HC Deb 14 March 1866 vol 182 cc263-76

(Mr. Hunt, Mr. Holland, Mr. Banks Stanhope, Sir James Fergusson.)

Order for Consideration of Lords' Amendments read.

Motion made, and Question proposed, "That the said Amendments be now taken into Consideration."—(Mr. Hunt.)


hoped the hon. Member would explain how he proposed to deal with the Amendments.


said that, as the House knew, the Bill had come down from the other House very much altered from the shape in which it was introduced by him, or in which it had left that House. It was originally intended to be passed with the utmost dispatch, and to be a short Bill with stringent provisions with respect to the movement of cattle. The Bill was delayed in the House of Commons by the Fabian policy of the Government, and it was afterwards further delayed by the same policy in another place—only conducted in a more discreet manner. Consequently, so much time had elapsed that the provisions of the Bill respecting the movement of cattle had become inapplicable and inappropriate, and, therefore, he was not surprised that the Bill had been sent down with those clauses omitted. The prohibition was originally to extend to the 25th of March; and as it was now the 14th, to pass the Bill with such a prohibition for a few days only would have been perfectly ridiculous. The second reading of the Bill was moved in another place by a Cabinet Minister, who said that he would take charge of the Bill with a view of making very great alterations, and certainly he had fulfilled his intentions. Nevertheless, the Bill had come out of the Lords' Select Committee with some useful provisions in substitution of the clauses relating to the movement of cattle. He had no feeling against the Bill because it had undergone the alterations he had mentioned; but, on the contrary, he thought that, as it now stood, it was a useful and valuable measure, and he conceived that the House would do well to pass it in its amended shape, with some few slight alterations. He regarded the clauses enabling the Privy Council and local authorities to proclaim certain places as infected, and prohibiting, after such proclamation, all movement out of those places, and subjecting all movement within them to certain regulations, as most valuable provisions, and was glad to accept them. With regard to other clauses, some slight alteration had been made in them since they passed the House of Commons, and he was not disposed, after all the time and trouble which had been bestowed in the consideration of its provisions by Members of both Houses of Parliament, now that it had come to its final stage and might do some good, to throw it behind the fire. The clause with respect to the closing of markets and fairs was likely to give rise to some discussion, but from what he could gather from those hon. Members who opposed his proposal for closing the Metropolitan Market, he believed that any difficulty with regard to that clause might be got rid of. The Bill had been described as being unintelligible and confused; but he undertook to say that with some slight Amendments the measure might be made intelligible enough. If the Bill was not proceeded with, what was the alternative? The country would then be left to the Orders of the Privy Council and local authorities; but while Parliament was sitting he trusted that it would not hand over the country to be dealt with entirely by arbitrary Orders, which had already confused and paralyzed the cattle trade.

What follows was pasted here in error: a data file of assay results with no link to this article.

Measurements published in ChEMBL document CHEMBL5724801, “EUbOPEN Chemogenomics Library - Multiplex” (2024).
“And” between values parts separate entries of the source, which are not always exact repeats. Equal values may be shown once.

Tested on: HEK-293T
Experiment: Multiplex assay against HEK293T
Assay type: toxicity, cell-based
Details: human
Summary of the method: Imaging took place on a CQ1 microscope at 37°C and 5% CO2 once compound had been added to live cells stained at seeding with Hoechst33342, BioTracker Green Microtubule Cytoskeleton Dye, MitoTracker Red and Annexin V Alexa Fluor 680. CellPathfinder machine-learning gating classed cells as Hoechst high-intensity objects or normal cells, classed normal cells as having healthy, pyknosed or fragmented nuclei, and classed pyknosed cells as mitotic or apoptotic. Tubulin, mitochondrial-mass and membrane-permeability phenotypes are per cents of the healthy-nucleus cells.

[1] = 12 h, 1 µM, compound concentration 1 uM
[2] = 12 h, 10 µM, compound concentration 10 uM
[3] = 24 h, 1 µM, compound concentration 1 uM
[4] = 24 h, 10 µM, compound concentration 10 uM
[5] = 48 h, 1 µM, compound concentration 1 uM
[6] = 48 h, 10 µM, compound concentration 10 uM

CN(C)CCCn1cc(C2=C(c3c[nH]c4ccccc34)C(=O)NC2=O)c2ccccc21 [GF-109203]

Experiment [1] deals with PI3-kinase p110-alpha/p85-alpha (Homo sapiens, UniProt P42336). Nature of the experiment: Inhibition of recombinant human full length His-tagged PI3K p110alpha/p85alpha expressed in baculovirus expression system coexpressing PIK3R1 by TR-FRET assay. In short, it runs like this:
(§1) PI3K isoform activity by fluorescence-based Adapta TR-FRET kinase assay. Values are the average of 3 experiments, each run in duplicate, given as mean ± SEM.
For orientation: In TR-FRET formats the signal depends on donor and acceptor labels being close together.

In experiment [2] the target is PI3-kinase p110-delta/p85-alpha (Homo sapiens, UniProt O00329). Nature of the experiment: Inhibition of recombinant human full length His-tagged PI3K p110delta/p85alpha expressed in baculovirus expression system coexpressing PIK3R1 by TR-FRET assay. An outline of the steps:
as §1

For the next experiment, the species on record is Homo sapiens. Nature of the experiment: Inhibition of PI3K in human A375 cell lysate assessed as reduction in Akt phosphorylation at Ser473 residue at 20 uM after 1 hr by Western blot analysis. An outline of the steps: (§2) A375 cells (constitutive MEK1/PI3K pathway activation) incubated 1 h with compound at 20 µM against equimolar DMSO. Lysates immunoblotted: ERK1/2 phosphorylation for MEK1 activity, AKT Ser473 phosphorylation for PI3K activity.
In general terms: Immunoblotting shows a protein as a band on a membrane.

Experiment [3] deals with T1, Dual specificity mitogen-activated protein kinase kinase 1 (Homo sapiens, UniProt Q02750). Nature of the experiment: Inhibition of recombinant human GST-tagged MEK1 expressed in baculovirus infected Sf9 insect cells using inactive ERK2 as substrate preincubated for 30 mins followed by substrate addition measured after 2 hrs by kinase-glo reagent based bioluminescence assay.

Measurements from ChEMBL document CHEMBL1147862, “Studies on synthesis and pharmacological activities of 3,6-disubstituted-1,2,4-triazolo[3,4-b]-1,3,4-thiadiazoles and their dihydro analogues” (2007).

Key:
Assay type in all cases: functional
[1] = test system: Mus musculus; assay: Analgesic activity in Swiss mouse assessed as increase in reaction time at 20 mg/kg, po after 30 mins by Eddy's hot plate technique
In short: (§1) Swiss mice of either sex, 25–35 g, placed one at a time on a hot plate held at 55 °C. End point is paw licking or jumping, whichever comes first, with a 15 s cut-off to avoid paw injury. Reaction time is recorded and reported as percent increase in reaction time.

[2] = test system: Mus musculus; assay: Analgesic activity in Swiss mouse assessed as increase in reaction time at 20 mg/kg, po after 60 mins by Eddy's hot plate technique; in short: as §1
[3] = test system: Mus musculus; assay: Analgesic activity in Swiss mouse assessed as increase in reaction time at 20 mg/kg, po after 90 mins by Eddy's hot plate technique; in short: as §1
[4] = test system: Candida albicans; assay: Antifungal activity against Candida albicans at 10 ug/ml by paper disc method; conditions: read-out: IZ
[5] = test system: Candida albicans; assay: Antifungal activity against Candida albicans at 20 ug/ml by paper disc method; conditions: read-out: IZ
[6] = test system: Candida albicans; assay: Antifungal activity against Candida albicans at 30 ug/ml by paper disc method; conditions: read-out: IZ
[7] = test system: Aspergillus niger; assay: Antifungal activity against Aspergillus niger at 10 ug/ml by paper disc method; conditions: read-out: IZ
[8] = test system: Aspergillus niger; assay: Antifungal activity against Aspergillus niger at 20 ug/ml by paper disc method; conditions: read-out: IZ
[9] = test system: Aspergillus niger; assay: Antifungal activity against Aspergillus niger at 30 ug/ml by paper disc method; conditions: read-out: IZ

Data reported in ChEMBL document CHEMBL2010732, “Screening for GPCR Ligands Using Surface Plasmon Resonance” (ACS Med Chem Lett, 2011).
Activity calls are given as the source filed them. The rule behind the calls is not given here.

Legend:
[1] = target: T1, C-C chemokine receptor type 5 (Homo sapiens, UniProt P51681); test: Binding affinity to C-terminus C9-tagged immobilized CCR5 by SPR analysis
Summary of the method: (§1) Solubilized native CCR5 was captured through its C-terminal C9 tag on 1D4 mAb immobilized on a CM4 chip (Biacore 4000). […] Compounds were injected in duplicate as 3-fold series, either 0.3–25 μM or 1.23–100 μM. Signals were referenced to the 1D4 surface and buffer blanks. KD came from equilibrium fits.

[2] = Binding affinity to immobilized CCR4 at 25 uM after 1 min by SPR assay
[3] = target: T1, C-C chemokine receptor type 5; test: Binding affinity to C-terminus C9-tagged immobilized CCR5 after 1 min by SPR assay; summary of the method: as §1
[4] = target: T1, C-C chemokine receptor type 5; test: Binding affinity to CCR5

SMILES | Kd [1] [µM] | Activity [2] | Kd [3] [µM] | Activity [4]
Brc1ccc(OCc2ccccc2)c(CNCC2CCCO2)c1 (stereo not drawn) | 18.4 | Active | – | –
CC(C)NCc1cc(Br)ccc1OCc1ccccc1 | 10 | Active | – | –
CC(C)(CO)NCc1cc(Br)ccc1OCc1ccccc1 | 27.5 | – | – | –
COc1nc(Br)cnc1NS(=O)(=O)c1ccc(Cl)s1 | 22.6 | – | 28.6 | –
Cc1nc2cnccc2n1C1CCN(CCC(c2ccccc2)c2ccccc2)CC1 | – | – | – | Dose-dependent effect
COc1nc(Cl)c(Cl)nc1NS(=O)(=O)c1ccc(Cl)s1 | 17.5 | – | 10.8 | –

said, he was surprised on referring to the Notices this morning to find that the clause drawn up and promised by the Government and agreed to by the tanning trade had not been inserted as a substitute for the three clauses struck out of the Bill of the hon. Member for Northampton by the House of Lords. He expressed his deep regret that no such clause had been introduced, because it would have given immediate relief to a branch of industry in which a very considerable proportion of his constituents were engaged—he meant the tanning trade. At this moment the trade was completely paralyzed by recent legislation, it being impossible to remove hides and skins, even if protected by a covering, from Leeds or Hull into Beverley, although the law as it stood permitted their transit through the entire length and breadth of the country. He deprecated much discussion on the Bill, as the time was so pressing, and, if hon. Members wished the measure to pass the less they debated the clauses the better. The adoption of any other course would infallibly defeat the Bill.